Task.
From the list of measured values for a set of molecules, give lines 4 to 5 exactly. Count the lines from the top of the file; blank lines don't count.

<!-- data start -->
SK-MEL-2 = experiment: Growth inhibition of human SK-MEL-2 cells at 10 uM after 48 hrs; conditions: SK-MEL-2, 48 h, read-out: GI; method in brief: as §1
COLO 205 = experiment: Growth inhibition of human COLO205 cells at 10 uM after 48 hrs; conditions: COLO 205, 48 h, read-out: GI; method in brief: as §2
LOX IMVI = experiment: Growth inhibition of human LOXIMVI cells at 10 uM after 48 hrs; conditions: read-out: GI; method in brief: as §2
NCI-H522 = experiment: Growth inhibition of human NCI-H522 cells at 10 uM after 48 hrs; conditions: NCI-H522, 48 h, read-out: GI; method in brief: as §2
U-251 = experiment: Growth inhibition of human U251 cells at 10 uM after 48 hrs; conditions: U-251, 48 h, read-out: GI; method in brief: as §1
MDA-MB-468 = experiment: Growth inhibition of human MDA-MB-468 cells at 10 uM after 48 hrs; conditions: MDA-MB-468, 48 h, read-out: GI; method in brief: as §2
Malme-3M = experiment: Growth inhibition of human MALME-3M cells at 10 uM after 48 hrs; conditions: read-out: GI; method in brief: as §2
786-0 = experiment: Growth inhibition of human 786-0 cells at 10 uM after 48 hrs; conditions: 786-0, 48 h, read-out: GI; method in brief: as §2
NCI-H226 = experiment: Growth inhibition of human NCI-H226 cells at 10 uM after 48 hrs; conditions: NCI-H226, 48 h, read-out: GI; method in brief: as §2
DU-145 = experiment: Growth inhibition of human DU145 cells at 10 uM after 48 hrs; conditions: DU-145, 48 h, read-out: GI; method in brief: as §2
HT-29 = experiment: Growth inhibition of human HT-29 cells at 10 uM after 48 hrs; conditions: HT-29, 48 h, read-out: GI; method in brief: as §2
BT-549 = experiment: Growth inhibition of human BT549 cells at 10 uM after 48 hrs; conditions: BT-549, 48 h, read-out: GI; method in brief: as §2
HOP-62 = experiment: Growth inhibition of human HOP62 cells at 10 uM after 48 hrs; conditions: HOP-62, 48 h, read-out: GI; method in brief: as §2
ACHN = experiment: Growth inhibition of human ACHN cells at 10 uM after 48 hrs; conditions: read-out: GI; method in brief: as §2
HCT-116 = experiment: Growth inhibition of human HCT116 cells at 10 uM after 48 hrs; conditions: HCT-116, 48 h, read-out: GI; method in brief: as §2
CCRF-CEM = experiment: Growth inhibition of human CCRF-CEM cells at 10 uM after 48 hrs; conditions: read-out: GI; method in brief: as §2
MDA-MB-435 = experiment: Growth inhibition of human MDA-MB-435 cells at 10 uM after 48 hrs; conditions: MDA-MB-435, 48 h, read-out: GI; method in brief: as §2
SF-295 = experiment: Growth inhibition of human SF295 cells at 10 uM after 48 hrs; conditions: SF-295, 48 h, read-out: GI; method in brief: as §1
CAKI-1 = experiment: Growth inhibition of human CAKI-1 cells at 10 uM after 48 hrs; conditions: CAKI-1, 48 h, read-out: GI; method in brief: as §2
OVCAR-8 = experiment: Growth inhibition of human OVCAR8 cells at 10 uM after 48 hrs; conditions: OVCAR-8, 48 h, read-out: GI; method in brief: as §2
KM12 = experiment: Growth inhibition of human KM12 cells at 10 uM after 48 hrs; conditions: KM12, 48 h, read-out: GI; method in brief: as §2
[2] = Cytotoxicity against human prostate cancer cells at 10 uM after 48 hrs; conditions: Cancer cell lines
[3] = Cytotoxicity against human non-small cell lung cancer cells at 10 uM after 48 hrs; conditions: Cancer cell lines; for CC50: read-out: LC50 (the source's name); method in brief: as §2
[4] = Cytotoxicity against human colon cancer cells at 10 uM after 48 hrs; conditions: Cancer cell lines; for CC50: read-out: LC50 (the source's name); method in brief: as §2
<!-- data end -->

NCI-H522 = experiment: Growth inhibition of human NCI-H522 cells at 10 uM after 48 hrs; conditions: NCI-H522, 48 h, read-out: GI; method in brief: as §2
U-251 = experiment: Growth inhibition of human U251 cells at 10 uM after 48 hrs; conditions: U-251, 48 h, read-out: GI; method in brief: as §1